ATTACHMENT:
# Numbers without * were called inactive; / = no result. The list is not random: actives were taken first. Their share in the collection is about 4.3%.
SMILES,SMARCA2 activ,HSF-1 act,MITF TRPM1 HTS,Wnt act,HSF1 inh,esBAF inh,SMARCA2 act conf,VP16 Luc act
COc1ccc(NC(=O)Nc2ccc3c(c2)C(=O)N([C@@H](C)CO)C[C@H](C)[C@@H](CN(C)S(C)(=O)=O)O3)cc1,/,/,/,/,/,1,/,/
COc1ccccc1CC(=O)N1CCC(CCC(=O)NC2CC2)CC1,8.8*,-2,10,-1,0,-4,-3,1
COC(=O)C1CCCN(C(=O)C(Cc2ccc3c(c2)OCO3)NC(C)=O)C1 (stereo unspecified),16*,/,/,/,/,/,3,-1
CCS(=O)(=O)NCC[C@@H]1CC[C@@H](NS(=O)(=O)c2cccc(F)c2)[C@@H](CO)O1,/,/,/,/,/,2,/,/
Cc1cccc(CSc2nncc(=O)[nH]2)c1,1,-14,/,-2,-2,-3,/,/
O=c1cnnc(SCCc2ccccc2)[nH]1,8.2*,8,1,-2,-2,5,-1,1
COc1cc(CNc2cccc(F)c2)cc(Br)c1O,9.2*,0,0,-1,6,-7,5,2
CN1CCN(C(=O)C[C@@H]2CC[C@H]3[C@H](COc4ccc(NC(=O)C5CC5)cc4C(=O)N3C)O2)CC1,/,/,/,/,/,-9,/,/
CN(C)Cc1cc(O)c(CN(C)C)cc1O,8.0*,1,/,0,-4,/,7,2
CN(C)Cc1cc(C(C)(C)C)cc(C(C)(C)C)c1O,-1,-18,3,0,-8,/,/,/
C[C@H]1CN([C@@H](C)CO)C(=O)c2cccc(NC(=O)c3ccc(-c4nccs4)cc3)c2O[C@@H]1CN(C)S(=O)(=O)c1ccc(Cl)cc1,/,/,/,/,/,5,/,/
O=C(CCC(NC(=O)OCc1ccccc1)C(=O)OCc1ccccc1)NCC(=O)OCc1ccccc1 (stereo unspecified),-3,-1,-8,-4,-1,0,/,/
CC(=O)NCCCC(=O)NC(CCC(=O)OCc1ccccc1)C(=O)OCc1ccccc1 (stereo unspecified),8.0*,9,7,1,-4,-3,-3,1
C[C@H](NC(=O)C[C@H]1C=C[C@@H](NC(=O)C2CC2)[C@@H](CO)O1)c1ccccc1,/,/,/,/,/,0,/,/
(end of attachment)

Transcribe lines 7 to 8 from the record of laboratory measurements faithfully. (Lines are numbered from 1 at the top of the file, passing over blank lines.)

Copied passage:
Cc1cccc(CSc2nncc(=O)[nH]2)c1,1,-14,/,-2,-2,-3,/,/
O=c1cnnc(SCCc2ccccc2)[nH]1,8.2*,8,1,-2,-2,5,-1,1